Green activist and landscape architect Carolyn Joan Lau describes her studio as being “one step away from a rubbish tip!” But that depends on how you see it. Put any sort of trash into her creative hands, and it becomes treasure. A plastic jerry can is transformed into a quirky rhino lampshade, drink packets become a stylish purse, and cereal boxes morph into head-turning necklaces.

Lau is one of many Malaysians working to make something out of trash. They aim to divert the trash from the landfills, and as importantly, they hope to inspire people to think about trash, whether to reduce or reuse it. It just takes imagination.


Lau, 53, and trash have had a working relationship dating back three decades. Then, she was a young designer creating theatre sets on a frugal budget. Discarded items became her go-to source of material. “I had always liked to make things with my hands, and I find it more inspiring to work with found material and to make art with a purpose,” she said. Thus, began her life-long love for trash.

From household trash, she conjured up stylish lamps made with the tiny white straws from probiotic drink cartons, devised perfectly balancing hanging mobiles from school books, and made tubby coin boxes from food supplement bottles.

Over the years, Lau has become skilled in seeing beyond the immediate use of any item. In her eyes, acupuncture needles are flexible steel wires, ballpoint pens are useful plastic tubes, and cereal boxes good quality paper with designs. “Someone was paid to design all this packaging, and the material is often good quality,” she said.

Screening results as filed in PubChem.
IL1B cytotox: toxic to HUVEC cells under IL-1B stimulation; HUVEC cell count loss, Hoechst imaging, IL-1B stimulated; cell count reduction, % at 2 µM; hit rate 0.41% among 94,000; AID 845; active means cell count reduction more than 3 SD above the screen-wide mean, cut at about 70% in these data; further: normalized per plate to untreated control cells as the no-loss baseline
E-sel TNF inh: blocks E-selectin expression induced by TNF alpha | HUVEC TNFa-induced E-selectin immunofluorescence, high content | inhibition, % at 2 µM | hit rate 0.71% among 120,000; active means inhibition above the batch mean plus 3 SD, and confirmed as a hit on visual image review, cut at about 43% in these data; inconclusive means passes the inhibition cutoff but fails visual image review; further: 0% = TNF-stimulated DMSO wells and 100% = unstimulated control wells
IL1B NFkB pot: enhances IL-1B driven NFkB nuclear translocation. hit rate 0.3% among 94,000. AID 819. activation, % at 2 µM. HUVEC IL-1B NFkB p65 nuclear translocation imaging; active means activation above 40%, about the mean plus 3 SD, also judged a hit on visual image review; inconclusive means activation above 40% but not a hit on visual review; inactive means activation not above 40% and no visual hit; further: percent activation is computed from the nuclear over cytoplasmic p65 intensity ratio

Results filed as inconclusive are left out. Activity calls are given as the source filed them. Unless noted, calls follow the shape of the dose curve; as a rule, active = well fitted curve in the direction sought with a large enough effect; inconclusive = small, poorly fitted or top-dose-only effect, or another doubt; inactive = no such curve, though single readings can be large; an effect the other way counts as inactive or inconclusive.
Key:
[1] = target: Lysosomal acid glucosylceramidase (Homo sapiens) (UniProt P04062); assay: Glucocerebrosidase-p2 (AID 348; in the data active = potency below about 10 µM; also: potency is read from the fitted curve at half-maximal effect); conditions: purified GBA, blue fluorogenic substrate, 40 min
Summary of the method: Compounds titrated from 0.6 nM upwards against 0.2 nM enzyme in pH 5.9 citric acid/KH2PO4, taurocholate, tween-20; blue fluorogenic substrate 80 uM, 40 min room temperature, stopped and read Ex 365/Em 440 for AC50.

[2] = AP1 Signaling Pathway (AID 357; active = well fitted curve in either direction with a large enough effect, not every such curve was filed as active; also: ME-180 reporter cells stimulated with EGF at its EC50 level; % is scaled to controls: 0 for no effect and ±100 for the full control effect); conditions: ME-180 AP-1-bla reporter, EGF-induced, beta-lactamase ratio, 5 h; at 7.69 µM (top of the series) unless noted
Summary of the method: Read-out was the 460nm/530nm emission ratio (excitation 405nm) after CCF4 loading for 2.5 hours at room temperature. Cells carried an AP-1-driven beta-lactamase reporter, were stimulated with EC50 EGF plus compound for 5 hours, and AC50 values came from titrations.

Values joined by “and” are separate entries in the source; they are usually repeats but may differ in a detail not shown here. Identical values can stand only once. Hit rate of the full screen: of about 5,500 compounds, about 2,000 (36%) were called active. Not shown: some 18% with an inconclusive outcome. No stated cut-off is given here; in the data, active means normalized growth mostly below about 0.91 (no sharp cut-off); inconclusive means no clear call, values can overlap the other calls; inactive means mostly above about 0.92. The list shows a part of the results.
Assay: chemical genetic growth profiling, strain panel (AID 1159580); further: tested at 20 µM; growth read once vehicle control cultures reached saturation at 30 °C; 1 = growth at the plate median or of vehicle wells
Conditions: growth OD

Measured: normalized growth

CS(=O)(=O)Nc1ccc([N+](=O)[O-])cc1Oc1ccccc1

Her pieces, which are both works of art for their beauty and craft for their utility, are sometimes sold to raise funds and awareness for causes that appeal to her, such as stray animals. Some years ago, she carved rescued styrofoam trays into delicate Christmas ornaments shaped as cats and dogs to raise money for an animal shelter. “Once I find a purpose to work for, the brain gets moving,” she said.

Having done so many projects over three decades, Lau has now found a home for them under her newly launched ‘Sampah Menyampah’ campaign for trash reduction. Sampah means trash in Malay, while menyampah expresses a feeling of disgust.

Through this campaign, which currently targets disposable drink straws, Lau has found a space to share her ideas and know-how through talks and workshops. She jokes that the Internet has shared much with her, and she’s now sharing that back with anyone interested to learn!


Chia Wen Shin, 26, used to see her mother storing cooking oil in containers after frying food. The oil would be used a couple more times but eventually, it had to be thrown away. But there was nowhere to throw it away safely.

“Paper, aluminium, plastics … we can find recycle bins everywhere. But there is none for cooking oil,” she said. It prompted her to scour the internet for solutions. She found that as oils are the basic ingredient for soaps and candles, cooking oil can also be used to make them, and she began to experiment. That was for a university project three years ago but after graduating, she turned it into a social enterprise called Green Yards.